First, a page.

The proportion of children aged 2-15 that had wheezed in the last 12 months declined from 16% in 1998 to 13% in 2003 and 12% in 2008/2010. The figures for doctor-diagnosed asthma decreased from 18% in 1998 and 2003 to 14% in 2008/2010.

The separate patterns for boys and girls were a little different to those for all children. Similar proportions of boys aged 2-15 experienced wheezing in the past 12 months in 1998 and 2003 (16%) and 2008/2010 (14%), whereas the figures for girls declined from 14% in 1998 to 11% in 2003 and 10% in 2008/2010. The prevalence of doctor-diagnosed asthma in boys was similar in 1998 (19%) and 2003 (21%) but declined to 15% in 2008/2010. For girls, the corresponding figures were very similar each year and did not vary significantly (16% in 1998, 14% in both 2003 and 2008/2010).

Table 8.9 also includes figures for some other respiratory symptoms. The prevalence of ever having wheezed followed a similar pattern to that for wheezing in the last 12 months. It fluctuated among boys aged 2-15 over the years with no obvious pattern (27% in 1998, 30% in 2003, and 25% in 2008/2010). For girls the prevalence of ever having wheezed declined from 23% in 1998, to 21% in 2003 and 20% in 2008/2010. Associated symptoms ( i.e. wheezing without a cold and being breathless when wheezing) similarly fluctuated among boys but were more stable among girls.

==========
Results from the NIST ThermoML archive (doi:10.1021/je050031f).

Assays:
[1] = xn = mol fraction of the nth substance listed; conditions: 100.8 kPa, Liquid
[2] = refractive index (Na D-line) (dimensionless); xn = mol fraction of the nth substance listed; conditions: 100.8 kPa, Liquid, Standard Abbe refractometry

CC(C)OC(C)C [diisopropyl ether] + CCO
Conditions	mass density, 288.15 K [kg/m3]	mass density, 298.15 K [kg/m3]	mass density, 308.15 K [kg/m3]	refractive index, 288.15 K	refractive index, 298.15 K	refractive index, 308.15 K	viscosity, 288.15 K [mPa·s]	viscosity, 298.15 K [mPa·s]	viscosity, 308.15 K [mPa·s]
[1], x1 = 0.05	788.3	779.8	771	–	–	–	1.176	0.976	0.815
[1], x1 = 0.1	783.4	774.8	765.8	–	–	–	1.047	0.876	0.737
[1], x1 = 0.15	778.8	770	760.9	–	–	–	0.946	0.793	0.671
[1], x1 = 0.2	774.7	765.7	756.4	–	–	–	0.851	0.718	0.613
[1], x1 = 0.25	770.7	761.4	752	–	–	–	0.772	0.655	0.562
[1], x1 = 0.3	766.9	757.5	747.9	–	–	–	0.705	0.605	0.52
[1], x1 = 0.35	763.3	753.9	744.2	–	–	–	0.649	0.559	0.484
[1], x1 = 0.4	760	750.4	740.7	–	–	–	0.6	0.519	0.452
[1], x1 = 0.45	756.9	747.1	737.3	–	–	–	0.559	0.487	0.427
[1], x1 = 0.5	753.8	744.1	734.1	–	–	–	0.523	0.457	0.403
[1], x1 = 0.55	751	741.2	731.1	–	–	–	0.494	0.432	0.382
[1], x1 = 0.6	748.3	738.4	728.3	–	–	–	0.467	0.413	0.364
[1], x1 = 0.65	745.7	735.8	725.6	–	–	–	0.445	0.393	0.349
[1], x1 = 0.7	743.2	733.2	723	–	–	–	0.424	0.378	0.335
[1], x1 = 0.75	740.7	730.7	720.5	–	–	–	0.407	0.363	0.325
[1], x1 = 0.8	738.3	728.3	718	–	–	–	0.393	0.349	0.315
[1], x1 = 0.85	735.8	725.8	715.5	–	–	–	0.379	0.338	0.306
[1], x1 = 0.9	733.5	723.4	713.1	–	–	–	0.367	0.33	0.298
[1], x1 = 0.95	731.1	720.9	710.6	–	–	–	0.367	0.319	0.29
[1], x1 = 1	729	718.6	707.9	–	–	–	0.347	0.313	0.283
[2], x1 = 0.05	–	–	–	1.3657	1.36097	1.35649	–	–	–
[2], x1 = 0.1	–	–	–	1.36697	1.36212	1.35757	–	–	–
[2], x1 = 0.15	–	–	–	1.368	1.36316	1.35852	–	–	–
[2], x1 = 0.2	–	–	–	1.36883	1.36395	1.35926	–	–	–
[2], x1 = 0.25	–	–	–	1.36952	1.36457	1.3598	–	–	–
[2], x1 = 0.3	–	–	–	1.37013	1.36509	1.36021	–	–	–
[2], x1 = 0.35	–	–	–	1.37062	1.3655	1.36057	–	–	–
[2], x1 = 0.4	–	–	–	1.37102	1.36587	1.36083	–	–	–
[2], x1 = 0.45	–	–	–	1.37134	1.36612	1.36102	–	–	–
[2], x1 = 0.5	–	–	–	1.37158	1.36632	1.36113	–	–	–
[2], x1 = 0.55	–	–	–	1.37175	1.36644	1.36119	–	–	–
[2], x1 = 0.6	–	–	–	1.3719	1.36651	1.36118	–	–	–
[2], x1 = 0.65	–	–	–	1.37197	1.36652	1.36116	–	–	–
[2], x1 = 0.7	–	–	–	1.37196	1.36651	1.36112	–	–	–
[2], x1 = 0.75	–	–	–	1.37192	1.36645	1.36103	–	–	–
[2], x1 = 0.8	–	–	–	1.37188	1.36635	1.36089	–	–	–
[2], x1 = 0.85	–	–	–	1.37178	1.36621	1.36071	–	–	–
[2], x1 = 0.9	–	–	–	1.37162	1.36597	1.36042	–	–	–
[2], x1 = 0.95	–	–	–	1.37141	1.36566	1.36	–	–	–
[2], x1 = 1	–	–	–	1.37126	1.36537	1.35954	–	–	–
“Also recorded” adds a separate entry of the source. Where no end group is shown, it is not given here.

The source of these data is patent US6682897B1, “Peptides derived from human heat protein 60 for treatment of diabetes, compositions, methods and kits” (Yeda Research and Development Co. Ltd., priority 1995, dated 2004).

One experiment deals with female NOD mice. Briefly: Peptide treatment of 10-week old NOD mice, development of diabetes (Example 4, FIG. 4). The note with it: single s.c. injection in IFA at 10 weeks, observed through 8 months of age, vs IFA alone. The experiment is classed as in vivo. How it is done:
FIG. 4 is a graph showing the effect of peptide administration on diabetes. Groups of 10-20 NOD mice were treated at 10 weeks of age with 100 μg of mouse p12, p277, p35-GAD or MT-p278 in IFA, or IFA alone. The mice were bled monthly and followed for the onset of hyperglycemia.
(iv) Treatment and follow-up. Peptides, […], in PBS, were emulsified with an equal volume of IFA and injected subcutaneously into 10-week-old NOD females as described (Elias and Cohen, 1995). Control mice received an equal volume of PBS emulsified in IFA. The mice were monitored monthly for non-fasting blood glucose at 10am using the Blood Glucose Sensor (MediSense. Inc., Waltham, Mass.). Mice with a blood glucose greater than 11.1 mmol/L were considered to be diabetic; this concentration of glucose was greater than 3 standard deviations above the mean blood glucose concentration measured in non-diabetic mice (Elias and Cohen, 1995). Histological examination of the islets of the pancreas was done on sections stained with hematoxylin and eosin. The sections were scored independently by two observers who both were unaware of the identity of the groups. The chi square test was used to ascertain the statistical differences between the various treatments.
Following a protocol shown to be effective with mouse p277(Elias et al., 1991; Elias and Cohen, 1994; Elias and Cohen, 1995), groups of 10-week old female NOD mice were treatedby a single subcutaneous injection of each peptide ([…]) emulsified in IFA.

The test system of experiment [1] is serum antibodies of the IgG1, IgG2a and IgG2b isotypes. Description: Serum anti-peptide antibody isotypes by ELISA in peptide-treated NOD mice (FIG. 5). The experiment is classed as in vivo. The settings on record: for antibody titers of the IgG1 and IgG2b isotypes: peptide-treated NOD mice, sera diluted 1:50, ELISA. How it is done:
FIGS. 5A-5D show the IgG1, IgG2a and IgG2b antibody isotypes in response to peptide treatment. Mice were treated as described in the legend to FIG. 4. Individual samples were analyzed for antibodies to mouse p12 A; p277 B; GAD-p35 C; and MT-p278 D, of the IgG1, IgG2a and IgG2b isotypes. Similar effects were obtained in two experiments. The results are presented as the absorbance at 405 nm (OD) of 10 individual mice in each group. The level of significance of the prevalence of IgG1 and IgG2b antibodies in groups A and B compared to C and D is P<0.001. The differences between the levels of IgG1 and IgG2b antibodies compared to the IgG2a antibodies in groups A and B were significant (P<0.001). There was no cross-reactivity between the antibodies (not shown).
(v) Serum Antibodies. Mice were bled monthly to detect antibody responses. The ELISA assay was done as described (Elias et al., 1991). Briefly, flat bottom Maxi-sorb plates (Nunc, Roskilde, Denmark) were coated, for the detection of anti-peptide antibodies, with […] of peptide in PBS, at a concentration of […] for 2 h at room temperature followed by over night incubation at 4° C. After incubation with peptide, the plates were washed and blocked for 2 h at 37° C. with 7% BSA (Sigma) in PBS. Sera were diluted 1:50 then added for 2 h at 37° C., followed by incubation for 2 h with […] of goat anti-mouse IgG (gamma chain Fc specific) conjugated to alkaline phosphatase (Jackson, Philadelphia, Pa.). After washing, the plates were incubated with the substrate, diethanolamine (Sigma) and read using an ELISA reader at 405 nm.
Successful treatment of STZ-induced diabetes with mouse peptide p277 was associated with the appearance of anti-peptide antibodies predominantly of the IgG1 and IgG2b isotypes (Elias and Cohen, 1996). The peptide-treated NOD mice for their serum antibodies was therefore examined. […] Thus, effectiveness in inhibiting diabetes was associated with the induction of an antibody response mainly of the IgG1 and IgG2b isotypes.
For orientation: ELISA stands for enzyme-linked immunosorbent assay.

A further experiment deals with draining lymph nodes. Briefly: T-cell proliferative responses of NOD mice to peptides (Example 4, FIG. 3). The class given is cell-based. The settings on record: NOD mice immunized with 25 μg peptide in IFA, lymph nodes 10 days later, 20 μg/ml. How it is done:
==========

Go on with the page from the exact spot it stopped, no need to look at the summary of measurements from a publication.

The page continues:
8.8.2 Trends in children aged 0-15, 2003-2008/2010

The 2003 and 2008/2010 figures for children aged 0-15 were very similar to those for children aged 2-15. For example, 14% of children aged 0-15 in 2003, and 12% in 2008/2010, had wheezed in the last 12 months. 16% and 13%, respectively, had doctor-diagnosed asthma.

Between 2003 and 2008/2010, 12 month wheezing prevalence was broadly stable for both boys (16% and 14%, respectively) and girls (12% and 11%, respectively) aged 0-15 years. Asthma prevalence was stable in girls (12%) but declined for boys (from 20% to 14%) in this period.